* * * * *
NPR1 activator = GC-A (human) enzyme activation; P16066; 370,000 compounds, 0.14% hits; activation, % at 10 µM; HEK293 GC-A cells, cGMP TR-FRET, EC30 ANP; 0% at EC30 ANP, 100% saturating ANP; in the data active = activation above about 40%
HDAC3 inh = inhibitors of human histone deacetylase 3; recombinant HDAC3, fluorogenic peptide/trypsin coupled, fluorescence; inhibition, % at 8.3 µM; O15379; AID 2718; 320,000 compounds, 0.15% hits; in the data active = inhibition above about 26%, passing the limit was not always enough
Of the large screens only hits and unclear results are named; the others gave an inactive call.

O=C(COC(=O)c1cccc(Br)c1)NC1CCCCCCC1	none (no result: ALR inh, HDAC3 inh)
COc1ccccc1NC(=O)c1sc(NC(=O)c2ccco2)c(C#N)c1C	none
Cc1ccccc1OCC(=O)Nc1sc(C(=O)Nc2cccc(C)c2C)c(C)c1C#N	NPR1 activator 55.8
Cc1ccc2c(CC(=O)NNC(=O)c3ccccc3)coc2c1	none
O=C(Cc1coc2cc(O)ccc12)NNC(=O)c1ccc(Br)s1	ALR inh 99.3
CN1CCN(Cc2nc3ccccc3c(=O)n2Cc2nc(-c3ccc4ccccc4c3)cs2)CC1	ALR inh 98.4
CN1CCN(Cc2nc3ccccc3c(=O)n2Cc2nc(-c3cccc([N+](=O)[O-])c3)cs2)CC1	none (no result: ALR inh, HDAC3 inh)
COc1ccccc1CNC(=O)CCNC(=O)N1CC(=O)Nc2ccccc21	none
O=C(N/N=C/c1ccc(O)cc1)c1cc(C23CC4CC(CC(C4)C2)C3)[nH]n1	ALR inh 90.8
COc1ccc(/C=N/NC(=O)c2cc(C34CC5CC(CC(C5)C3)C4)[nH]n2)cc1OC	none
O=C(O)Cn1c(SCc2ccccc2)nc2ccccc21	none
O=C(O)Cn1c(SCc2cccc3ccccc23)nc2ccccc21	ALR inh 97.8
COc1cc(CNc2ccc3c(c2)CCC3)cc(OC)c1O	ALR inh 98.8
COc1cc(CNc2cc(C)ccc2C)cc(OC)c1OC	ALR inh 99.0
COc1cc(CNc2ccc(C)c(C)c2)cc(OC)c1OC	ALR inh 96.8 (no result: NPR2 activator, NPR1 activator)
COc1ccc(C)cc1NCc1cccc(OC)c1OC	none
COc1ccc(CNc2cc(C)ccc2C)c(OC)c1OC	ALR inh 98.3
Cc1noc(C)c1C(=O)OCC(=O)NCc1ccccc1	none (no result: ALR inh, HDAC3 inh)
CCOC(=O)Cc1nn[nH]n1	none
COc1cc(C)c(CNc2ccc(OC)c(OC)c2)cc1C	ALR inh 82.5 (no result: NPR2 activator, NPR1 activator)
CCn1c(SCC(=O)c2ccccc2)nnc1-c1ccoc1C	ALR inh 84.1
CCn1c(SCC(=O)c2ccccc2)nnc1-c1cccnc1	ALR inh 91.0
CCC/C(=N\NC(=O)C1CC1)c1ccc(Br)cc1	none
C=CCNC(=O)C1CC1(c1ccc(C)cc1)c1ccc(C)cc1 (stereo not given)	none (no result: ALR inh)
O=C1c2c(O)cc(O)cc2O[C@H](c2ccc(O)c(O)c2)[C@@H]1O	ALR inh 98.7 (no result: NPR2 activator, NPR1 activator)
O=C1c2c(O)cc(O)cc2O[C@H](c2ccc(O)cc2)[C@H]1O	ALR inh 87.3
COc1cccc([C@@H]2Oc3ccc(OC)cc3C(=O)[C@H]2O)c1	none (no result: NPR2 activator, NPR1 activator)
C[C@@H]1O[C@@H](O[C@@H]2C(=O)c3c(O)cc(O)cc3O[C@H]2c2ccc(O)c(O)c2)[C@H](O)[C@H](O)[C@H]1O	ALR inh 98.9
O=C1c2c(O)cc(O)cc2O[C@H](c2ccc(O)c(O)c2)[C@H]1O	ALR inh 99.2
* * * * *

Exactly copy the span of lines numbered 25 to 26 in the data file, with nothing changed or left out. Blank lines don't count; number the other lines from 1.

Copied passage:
CCn1c(SCC(=O)c2ccccc2)nnc1-c1cccnc1	ALR inh 91.0
CCC/C(=N\NC(=O)C1CC1)c1ccc(Br)cc1	none